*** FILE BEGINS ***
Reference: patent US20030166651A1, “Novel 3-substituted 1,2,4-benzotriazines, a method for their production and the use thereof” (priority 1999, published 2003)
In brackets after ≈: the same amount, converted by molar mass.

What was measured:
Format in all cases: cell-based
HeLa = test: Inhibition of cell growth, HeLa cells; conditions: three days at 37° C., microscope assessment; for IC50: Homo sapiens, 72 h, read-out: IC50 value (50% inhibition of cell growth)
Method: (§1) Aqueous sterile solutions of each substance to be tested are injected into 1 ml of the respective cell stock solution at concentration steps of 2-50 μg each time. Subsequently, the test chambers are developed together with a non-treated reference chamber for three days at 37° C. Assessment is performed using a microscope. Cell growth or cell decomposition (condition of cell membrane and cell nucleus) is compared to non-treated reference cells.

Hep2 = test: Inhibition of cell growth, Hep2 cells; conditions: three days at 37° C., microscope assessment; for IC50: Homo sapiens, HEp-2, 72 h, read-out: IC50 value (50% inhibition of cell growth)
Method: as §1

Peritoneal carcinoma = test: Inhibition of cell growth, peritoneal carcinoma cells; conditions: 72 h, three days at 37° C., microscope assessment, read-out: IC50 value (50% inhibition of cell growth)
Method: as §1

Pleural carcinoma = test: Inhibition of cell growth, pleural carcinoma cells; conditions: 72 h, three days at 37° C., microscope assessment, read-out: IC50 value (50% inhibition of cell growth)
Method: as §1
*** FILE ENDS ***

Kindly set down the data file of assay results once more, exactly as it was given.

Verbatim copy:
Reference: patent US20030166651A1, “Novel 3-substituted 1,2,4-benzotriazines, a method for their production and the use thereof” (priority 1999, published 2003)
In brackets after ≈: the same amount, converted by molar mass.

What was measured:
Format in all cases: cell-based
HeLa = test: Inhibition of cell growth, HeLa cells; conditions: three days at 37° C., microscope assessment; for IC50: Homo sapiens, 72 h, read-out: IC50 value (50% inhibition of cell growth)
Method: (§1) Aqueous sterile solutions of each substance to be tested are injected into 1 ml of the respective cell stock solution at concentration steps of 2-50 μg each time. Subsequently, the test chambers are developed together with a non-treated reference chamber for three days at 37° C. Assessment is performed using a microscope. Cell growth or cell decomposition (condition of cell membrane and cell nucleus) is compared to non-treated reference cells.

Hep2 = test: Inhibition of cell growth, Hep2 cells; conditions: three days at 37° C., microscope assessment; for IC50: Homo sapiens, HEp-2, 72 h, read-out: IC50 value (50% inhibition of cell growth)
Method: as §1

Peritoneal carcinoma = test: Inhibition of cell growth, peritoneal carcinoma cells; conditions: 72 h, three days at 37° C., microscope assessment, read-out: IC50 value (50% inhibition of cell growth)
Method: as §1

Pleural carcinoma = test: Inhibition of cell growth, pleural carcinoma cells; conditions: 72 h, three days at 37° C., microscope assessment, read-out: IC50 value (50% inhibition of cell growth)
Method: as §1